(Lotus Temple in Delhi)The New York Times has published an insightful article on legal process outsourcing (LPO) to India. Every member of the legal profession and those interested in it should read it. This is a real future, not the only one, but definitely part of it.
The gist of the article is that LPO has become an unstoppable force and has now reached a level of maturity that Indian LPO firms are hiring western lawyers.
Here is Leah Cooper's experience:
Leah Cooper left her job as managing lawyer for the giant mining company Rio Tinto in February to become director of legal outsourcing for CPA Global, a contract legal services company with offices in Europe, the United States and India. Before hiring Ms. Cooper, CPA Global added lawyers from Bank of America and Alliance and Leicester, a British bank. The company has more than 1,500 lawyers now, and Ms. Cooper said she planned to hire hundreds in India in the next 12 months.Admittedly, Cooper is one of the early acolytes of this movement and therefore proselytizes forcefully. But, as I mentioned in a post on the ILEC IV Stanford conference, David Wilkins at Harvard has been researching this area and he agrees that it is a fundamental change in the lawyering process.
What is changing is that instead of being seen as an inferior form of life, LPO companies are now attractive to lawyers. This is comparable to two earlier movements.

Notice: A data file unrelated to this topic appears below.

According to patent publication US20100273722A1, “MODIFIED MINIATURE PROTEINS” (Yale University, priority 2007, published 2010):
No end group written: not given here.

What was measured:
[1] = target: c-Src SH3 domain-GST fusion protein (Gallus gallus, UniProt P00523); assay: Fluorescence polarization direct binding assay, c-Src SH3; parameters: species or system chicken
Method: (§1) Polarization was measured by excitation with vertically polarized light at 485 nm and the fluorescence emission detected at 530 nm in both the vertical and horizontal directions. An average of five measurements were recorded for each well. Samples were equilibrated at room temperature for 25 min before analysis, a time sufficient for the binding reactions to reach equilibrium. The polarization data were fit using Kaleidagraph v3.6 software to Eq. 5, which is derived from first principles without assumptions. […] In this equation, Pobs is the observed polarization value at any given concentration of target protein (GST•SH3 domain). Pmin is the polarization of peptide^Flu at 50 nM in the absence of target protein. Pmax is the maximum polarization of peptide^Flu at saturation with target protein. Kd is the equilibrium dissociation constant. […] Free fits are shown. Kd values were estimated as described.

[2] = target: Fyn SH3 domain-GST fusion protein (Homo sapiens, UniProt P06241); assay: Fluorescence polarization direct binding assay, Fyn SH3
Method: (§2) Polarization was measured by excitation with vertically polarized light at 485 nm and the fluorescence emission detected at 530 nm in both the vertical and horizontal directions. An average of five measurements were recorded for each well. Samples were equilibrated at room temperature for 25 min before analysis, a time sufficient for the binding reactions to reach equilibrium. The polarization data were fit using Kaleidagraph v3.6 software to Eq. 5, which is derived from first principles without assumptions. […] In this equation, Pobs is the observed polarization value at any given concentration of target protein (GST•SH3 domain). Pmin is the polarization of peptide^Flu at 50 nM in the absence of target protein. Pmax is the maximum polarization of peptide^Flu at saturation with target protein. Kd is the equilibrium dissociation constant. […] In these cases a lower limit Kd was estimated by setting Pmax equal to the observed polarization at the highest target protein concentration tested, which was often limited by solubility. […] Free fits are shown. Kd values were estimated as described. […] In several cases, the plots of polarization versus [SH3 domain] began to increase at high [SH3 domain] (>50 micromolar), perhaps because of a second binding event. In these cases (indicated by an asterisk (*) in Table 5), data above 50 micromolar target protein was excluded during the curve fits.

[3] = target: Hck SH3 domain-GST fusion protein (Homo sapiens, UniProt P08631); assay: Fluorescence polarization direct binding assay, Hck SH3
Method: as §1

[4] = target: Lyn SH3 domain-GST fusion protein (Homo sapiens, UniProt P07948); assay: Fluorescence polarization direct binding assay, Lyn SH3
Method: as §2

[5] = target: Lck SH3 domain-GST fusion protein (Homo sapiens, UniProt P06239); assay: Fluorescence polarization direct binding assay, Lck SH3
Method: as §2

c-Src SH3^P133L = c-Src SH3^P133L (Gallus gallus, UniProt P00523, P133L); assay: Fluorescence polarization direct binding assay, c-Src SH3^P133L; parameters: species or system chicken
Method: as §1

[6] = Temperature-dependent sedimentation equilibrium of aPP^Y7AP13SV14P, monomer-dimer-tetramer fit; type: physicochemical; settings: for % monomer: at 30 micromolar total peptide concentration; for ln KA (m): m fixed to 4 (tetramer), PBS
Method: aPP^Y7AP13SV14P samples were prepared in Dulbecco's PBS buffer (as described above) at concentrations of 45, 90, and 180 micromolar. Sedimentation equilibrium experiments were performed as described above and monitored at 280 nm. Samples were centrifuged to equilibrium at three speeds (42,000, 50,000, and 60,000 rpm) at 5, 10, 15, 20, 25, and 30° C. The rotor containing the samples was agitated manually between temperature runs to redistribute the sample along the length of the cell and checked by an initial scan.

For a long time inhouse lawyers were considered second class citizens of the legal profession. Now look at their power, authority and clout compared to private practice lawyers. No one considers them inferior now.
Software development is another comparator. For a long time companies in Silicon Valley took Indian programmers because they were good and cheap. Then Indian software companies started growing and moving into Silicon Valley. Indians were being hired in San Jose and Bangalore as well as Americans.
I imagine similar things will happen to LPO companies, especially when the big consulting firms move in as they will.
If you want to judge the reaction to this movement, read some of the 219 comments attached to the article: I'm afraid they are rather forlorn and reactionary.
All of this is augmented by an article in the Economist on law and globalization which looks at restrictive practices by countries (eg. India, Canada, China) wanting to limit international lawyers.
Finally, this all fits in with the moves towards global liberalization of services, including legal services that I commented on below. Lawyers and the legal profession must start thinking creatively how they want to meet this new world.